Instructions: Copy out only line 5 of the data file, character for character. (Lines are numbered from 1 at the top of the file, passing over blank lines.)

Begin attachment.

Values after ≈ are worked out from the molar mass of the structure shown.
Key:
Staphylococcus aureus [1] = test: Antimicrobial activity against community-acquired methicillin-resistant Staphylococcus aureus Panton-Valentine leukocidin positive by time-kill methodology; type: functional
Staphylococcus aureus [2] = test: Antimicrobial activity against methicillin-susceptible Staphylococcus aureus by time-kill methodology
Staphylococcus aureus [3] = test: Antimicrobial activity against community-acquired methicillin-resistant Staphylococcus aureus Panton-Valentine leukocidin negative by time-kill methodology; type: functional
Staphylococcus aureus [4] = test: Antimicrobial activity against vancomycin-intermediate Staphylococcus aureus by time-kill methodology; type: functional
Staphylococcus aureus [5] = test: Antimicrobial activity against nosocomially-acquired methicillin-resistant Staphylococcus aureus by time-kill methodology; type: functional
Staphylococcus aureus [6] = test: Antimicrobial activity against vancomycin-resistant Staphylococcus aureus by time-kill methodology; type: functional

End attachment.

Staphylococcus aureus [3] = test: Antimicrobial activity against community-acquired methicillin-resistant Staphylococcus aureus Panton-Valentine leukocidin negative by time-kill methodology; type: functional